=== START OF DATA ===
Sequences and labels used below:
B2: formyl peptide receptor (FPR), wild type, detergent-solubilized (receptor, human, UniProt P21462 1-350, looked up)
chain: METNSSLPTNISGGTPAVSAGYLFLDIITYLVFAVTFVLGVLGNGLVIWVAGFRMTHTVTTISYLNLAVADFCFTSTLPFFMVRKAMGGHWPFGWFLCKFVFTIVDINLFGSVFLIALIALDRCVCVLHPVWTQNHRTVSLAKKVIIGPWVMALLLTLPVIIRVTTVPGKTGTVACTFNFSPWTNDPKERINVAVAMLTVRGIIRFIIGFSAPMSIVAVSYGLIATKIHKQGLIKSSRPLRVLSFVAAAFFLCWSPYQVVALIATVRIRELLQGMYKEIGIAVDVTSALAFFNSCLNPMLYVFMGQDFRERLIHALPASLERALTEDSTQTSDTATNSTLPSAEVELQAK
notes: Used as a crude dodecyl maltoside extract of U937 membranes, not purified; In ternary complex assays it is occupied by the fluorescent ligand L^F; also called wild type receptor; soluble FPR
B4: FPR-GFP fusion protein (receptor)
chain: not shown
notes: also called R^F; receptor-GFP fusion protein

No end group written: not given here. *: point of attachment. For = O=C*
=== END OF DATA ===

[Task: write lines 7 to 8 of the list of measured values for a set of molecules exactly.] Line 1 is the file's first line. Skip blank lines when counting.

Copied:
notes: also called R^F; receptor-GFP fusion protein

No end group written: not given here. *: point of attachment. For = O=C*